The Exposition Of Jacob And Wilhelm Grimm's The Shroud
939 WordsNov 27, 20174 Pages
“The Shroud” is a very short story, only taking up one page. This short paragraph of a story still conveys all the necessary elements of plot. Jacob and Wilhelm Grimm’s short story “The Shroud” contains all elements of plot; these elements all add up to create an artistic story that entertains the reader. The exposition of “The Shroud” is short, only one long sentence. This exposition is “There was once a mother who had a little boy of seven years old, who was so handsome and lovable that no one could look at him without liking him, and she herself worshipped him above everything in the world” (Lines 1-3). This sentence is the exposition because it introduces both the characters, the mother and the son. Also, the sentence introduces all…show more content…
The reader is now fully invested in the story because they want to know why the son is appearing in these places, even though the son is dead. This sentence intensifies the conflict and furthers the plot along. The inciting incident and rising action in “The Shroud” help further the story, and get the reader further invested in the story.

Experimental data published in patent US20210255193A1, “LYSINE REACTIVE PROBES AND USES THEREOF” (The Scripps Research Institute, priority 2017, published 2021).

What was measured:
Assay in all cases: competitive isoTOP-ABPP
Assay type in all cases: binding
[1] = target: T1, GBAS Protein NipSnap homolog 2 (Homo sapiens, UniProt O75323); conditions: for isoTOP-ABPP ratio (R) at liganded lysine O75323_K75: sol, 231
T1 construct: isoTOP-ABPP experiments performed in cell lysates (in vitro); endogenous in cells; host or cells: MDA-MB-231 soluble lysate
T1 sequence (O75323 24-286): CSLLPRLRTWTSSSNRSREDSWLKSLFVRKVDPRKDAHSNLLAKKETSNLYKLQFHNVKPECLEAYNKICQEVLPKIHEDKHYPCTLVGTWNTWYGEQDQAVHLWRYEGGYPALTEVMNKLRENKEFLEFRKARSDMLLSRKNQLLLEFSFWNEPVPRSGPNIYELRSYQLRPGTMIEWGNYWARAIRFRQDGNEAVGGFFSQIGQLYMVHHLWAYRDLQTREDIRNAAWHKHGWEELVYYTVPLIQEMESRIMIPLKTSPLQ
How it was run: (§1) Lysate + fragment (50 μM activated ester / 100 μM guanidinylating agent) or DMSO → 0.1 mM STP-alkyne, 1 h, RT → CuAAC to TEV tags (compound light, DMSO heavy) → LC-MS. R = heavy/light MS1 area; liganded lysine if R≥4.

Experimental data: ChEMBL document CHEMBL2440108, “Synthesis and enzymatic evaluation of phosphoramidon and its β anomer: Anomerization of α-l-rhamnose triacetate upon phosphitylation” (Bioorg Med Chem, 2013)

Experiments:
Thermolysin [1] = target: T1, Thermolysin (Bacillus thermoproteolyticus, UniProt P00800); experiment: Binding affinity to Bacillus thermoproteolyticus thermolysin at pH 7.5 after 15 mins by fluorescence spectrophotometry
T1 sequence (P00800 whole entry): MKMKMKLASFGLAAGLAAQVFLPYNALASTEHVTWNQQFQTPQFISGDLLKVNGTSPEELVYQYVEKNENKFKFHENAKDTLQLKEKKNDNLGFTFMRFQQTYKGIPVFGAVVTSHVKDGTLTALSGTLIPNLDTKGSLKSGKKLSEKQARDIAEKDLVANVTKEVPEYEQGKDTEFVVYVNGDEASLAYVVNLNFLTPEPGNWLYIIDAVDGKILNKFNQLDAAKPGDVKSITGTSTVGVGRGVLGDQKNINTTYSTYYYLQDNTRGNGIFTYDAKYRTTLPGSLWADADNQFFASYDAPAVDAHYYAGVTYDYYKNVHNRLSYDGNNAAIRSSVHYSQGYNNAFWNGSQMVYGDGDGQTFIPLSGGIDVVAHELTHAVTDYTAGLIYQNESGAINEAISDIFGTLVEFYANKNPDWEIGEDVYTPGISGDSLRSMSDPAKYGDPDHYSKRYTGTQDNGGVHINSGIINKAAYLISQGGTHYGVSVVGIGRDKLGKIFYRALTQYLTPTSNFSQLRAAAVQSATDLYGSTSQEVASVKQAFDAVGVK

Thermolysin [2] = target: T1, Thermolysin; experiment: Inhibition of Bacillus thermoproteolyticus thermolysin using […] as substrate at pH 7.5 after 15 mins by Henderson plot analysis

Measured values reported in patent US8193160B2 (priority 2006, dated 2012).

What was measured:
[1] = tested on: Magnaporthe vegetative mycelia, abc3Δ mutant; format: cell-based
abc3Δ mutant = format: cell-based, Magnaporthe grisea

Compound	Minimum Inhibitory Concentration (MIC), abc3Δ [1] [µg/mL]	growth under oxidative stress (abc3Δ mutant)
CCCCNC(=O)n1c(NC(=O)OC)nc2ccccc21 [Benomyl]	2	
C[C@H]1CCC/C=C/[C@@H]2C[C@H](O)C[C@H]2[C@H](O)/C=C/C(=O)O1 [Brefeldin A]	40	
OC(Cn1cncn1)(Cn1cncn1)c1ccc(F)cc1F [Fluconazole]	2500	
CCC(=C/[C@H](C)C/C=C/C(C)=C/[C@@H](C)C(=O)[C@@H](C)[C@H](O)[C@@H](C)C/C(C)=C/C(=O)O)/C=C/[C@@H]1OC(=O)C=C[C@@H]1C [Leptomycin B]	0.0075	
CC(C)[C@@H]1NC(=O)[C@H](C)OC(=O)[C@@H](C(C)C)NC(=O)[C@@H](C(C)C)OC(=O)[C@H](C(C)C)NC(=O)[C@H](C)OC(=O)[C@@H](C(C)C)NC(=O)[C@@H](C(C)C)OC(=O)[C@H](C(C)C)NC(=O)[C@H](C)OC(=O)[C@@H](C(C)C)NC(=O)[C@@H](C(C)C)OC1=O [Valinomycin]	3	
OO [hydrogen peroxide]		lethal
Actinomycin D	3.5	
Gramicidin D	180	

In “The Shroud” the climax comes quickly, and is surprising to the reader. The climax of the story is “As, however, the mother would not stop crying, it came one night... and stood on the bed at her feet, and said, ‘Oh, mother, do stop crying, or I shall never fall asleep in my coffin, for my shroud will not dry because of all thy tears which fall upon it.’” (Lines 9-12). The son coming to the mother in the night and speaking to her is surprising to the reader. This is the point of the story with the greatest emotion, as the mother is sad that her child is dead, and the child is not able to rest because of the mothers intense sadness. The climax leads to a change, and in “The Shroud” the son speaking to the mother leads to the mother changing her actions, the mother cries no more so that her son can move on. The climax of “The Shroud” is when the mother and son are both full of emotion, and these emotions lead to a change.
The falling action of “The Shroud” wraps up all the conflict in the story, the boy coming back to speak to his mother, and in the falling